Review: Eye-Fi Pro X2 SDHC Card

Posted by Gary Ramey on May 25th, 2011

Summary: The Eye-Fi SDHC card includes the ability to connect to a WIFI network and upload pictures and videos from the camera to a computer, portable device, or website. The latest version of the firmware also includes the ability to create a WIFI network so that devices such as an iPad or iPhone can connect to it directly when another WIFI network isn’t available.

Product Description:

Class 6 read & write speeds for high performance shooting. The power of 802.11n wireless uploads from your camera to your computer & favorite sharing site. And that’s just the beginning.

  • Performance. Store up to 4,000 photos or 3 hours of video with 8GB SDHC capacity supercharged with class 6 read & write speeds. Ideal for high megapixel cameras.
  • Wireless. Upload photos & videos from your camera through your Wi-Fi network with unprecedented wireless performance thanks to built-in 802.11n technology.
  • Instant uploads. Send photos & videos directly from your camera to your iPhone, iPad, Android device or laptop anywhere you are
  • RAW power. Wirelessly upload RAW photos to any folder on your computer to streamline your workflow.
  • Endless memory. Always running out of space? With Endless Memory Mode, your Eye-Fi card will automatically free up space once your photos and videos have been safely delivered.
  • Automatic backup. Wirelessly upload photos and videos to folders of your choice on your computer, or even directly into iPhoto for Macs.
  • Compatible. No need to buy a new camera. Check here to see if your camera can be turned into a wireless uploading machine.
  • Geotagging. Lifetime, automatic Geotagging service helps you organize and share photos. View, search and share the JPEG photos of your latest trips on a map.
  • Effortless sharing. Wirelessly send your JPEG photos and videos to a popular website. The list includes Flickr, Facebook, Picasa, MobileMe, and YouTube.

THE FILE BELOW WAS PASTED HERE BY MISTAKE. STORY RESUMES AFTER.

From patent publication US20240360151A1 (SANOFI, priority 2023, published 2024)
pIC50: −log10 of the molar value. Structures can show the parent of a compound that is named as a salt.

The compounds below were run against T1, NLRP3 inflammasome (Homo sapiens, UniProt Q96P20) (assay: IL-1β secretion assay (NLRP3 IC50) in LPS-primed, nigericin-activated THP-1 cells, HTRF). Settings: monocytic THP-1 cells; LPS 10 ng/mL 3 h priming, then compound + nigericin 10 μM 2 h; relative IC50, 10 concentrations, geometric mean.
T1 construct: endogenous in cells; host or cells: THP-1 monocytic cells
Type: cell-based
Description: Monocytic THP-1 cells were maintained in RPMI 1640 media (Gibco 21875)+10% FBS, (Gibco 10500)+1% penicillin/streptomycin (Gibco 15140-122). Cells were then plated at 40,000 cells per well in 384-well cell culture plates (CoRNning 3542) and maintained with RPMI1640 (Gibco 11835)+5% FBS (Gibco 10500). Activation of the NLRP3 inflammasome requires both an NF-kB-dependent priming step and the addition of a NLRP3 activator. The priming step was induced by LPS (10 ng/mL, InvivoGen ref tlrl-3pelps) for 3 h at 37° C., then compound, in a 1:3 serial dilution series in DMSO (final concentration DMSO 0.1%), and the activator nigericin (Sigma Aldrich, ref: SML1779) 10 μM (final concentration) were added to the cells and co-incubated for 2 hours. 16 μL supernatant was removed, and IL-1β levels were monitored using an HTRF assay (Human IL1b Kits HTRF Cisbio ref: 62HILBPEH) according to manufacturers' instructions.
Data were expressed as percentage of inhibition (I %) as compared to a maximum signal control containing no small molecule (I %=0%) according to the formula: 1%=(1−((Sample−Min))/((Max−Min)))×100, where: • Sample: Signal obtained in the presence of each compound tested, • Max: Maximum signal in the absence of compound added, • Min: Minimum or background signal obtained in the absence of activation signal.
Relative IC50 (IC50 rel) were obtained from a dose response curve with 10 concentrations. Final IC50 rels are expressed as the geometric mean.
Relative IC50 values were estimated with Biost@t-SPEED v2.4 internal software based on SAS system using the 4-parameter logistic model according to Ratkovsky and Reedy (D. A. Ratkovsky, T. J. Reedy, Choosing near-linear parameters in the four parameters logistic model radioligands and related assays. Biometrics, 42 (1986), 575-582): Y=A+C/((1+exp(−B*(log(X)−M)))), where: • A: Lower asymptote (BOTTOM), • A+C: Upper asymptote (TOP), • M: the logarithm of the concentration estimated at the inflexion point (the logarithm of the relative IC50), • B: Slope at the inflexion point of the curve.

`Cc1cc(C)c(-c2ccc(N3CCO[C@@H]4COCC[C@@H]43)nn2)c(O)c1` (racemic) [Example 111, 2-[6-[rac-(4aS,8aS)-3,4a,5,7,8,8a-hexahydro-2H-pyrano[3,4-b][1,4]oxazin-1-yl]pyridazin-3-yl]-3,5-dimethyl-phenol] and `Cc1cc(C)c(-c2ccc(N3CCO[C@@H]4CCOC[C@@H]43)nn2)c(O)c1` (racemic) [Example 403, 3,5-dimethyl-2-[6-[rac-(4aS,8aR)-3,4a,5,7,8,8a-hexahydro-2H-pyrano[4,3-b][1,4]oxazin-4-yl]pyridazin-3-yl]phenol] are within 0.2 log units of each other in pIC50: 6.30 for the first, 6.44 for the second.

• Pick your pics. You can select which photos and videos upload from your camera.
  • Organized. Photos and videos can automatically be stored in date-based folders, so memories are organized effortlessly by date.
  • Get notified Get email, Facebook, text message* or Twitter alerts when your photos are uploading online.

Review: The main draw for me was the ability to wirelessly upload photos to my iPad or laptop. The card works as advertised but the setup was a bit clunky. Some of the issues have to do with the nature of the device itself, i.e. the card has to be preprogrammed before it will work in a camera. This is understandable because a camera’s menu is not designed to program an SD card. One issue that Eye-Fi should correct is that the instructions for the setup on their website are either outdated or not for the iPad. I found that the instructions and screen captures didn’t match what I was seeing on my iPad. They really should update their website.

I purchased the Pro version of the card because I wanted the ability to upload RAW files. Even connected to an 802.11n network, transferring RAW files is too slow to be practical. I turned off the function. This means that you may be able to save $20 and buy the Mobile version of the card instead of the Pro version. I also turned off the upload to their remote website. Some of the customer reviews that I read touted the ability to make instant backups to a remote site. While this may seem like a good idea, the upload speed is so slow so I doubt that I will use the feature.

I used the Eye-Fi Pro X2 card during a recent photoshoot when I was taking infrared photos. The location for this photoshoot did not have a WIFI network so the Eye-Fi card started broadcasting it’s own WIFI network. My iPad saw this network and I was able to connect to it. The upload of a JPEG file to my iPad was speedy enough to be useful. It really helped to check focus and exposure by seeing the photos enlarged on my iPad instead of having to rely on my camera’s LCD. The only downside was related to the reflectivity of the iPad screen — in bright sunlight, the photo was very difficult to see so I had to move to a shaded area to view the screen. To defend the iPad in this regard, the LCD on my camera was much worse and nearly useless. Since I plan to take lots of infrared photos, I broke down and purchased a Hoodman H-LPP3 HoodLoupe 3.0 Professional 3-Inch Screen Loupe. This device will allow me to see the LCD clearly even in bright sunlight. Look for a future review.

Have I given up on the Eye-Fi card? In a word, no. I can see the card being useful in some situations so I recommend it even though it isn’t as fast as I had hoped.

 

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